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All veterans who have waited two years or more for a decision will have their cases decided by next month, the Department of Veterans Affairs told Congress. Half of the Veterans Benefits Administration's oldest cases already have been removed from the backlog.
Frank Kendall says many different factors played into the Pentagon's decision to go with a competitive bidding process to develop its integrated electronic health record system, instead of adopting VA's VistA program. He said DoD wants to ensure its system is interoperable not just with VA hospitals but with civilian health facilities as well. In addition, Kendall cited cultural differences between the two large agencies.
Defense Secretary Chuck Hagel said he's taken several steps to improve the military's response to and prevention of sexual assaults, but that the problem can't be solved by policy directives alone. On the matter of sexual assaults, he said he believes the military's chain of command has suffered an accountability breakdown.
The Army says hard-won lessons on the battlefield have taught it that stovepiped IT systems have no place in the business of intelligence collection and sharing. It also acknowledges that enforcing a single set of common standards comes with some tradeoffs.
In the past, DoD's security review process took so long that devices were off the market by the time the Pentagon allowed them on government networks. This week, DoD approved a secure, commercial version of Android before its manufacturer even released it.
The Defense Department reduces the number of furlough days from 14 to 11. Defense Secretary Chuck Hagel said it's possible the number could drop further, but he offered no promises.
Funding reductions in 2013 appropriations act are sufficient to protect military construction accounts from further sequestration cuts, but funds used for upkeep on existing buildings are severely impacted.
Citing unacceptable delays by its contractor, the Pentagon waives the requirement for preauthorization of specialty care for military members, families and retirees in TRICARE's western region.
Pentagon says it will use its limited budget flexibility to compensate for unexpected war costs, not to blunt sequestration. Services continue to warn Congress about how budget cuts are impacting readiness.
The Pentagon insists it is paying to maintain much more military base infrastructure than it needs, and the problem will only get worse as the Defense Department shrinks due to budget reductions. Congress, however, remains unsympathetic.
The Pentagon's mobile plan includes device approvals that will involve some up-front costs. The expectation is those costs will be quickly offset by eliminating the inefficiency of the slow, stovepiped and outdated approaches that have characterized DoD mobility up until now.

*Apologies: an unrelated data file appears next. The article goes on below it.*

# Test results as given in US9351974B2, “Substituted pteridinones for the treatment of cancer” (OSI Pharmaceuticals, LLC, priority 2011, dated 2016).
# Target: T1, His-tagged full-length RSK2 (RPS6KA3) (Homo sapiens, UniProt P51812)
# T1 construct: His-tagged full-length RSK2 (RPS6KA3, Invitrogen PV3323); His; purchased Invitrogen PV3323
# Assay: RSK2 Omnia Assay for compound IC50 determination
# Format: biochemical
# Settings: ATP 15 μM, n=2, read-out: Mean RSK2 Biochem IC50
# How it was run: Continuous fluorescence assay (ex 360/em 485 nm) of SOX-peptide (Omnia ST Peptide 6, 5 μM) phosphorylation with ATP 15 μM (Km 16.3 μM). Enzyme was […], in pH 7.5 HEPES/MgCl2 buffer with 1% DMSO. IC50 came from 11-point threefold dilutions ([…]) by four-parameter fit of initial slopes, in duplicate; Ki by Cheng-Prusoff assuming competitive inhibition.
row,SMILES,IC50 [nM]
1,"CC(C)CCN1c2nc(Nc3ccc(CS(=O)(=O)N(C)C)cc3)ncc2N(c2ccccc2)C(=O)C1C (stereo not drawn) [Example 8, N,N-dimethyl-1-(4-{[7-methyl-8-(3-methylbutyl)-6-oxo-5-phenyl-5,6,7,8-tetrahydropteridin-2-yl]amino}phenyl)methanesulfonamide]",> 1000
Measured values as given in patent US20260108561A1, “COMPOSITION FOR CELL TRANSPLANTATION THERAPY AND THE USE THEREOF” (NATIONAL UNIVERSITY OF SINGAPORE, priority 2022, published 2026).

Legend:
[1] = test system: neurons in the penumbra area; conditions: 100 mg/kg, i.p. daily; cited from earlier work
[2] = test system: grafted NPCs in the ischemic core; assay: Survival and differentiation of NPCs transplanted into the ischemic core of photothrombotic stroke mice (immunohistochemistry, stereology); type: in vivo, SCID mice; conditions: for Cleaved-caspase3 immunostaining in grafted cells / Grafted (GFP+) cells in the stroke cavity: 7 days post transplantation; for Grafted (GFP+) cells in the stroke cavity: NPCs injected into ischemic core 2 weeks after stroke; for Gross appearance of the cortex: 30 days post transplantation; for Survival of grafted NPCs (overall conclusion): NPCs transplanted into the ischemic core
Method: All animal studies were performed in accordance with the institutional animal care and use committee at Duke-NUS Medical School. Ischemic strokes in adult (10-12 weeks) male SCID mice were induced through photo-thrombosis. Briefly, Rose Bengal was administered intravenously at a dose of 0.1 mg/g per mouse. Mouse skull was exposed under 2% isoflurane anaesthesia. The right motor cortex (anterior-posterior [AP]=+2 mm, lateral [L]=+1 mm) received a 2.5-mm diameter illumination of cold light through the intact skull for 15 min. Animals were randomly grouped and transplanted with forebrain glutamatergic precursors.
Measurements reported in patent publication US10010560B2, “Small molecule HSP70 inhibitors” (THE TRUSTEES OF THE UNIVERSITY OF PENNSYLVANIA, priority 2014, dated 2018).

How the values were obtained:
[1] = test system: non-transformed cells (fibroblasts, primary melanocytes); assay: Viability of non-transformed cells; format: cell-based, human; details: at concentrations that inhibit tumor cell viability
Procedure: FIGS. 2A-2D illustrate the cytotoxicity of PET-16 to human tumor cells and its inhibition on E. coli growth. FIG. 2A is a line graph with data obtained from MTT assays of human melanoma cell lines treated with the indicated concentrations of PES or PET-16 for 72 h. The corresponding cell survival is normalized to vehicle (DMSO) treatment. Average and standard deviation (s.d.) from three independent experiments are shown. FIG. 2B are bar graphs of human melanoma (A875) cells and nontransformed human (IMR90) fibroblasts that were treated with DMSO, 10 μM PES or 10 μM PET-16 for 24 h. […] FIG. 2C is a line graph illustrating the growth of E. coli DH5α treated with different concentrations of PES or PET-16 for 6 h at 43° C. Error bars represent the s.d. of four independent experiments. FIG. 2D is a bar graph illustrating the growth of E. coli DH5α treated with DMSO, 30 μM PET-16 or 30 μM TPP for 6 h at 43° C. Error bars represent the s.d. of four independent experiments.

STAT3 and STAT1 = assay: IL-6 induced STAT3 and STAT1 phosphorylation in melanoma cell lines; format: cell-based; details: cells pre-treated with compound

Currently deployed units and those behind them are fully trained and equipped, the services say. But those next in line "aren't doing much." The fiscal 2013 budget also may be too little, too late in some ship repair and maintenance efforts.
Rep. Mike Coffman (R-Tex.) is a certified public accountant who chaired a year-long series of hearings on DoD audit readiness for the House Armed Services Committee. He spoke with Federal News Radio's Jared Serbu for this week's On DoD.
The Defense Advanced Research Projects Agency has been at the forefront of some of the most innovative technologies ever created — including the Internet. But as budgets tighten, the agency's director says she's trying to figure out how to deal with an increasingly complex threat environment as less money flows into the research and development pipeline.
The Pentagon's top acquisition official released guidance this week to implement the Defense Department's latest iteration of the Better Buying Power program. The plan tells acquisition managers their first priority should be to use their own expertise in making decisions.
Army leaders say the belated passage of a 2013 budget helped this year's fiscal picture, but the service still is more than $15 billion short of funds. If sequestration continues, the service will shrink by at least 100,000 soldiers.
A memo obtained by Federal News Radio points to a split in thinking inside the Pentagon's efforts to achieve interoperability with VA's electronic health record system. An assessment by the Pentagon's office of operational test and evaluation, an internal acquisition watchdog, finds DoD's project to build a new electronic health record is "likely to be detrimental to the President's goals" for interoperable health IT.
Advocacy organizations are criticizing the Pentagon's proposed fee increase for TRICARE as unfair and discriminatory.
Defense agencies and services are pulling back hundreds of millions of dollars worth of grants and contracts. Impending furloughs will further impair DoD's ability to get money out the door.
The Pentagon delays its RFP for a new electronic health record system. Defense Secretary Chuck Hagel says a revised approach is coming soon.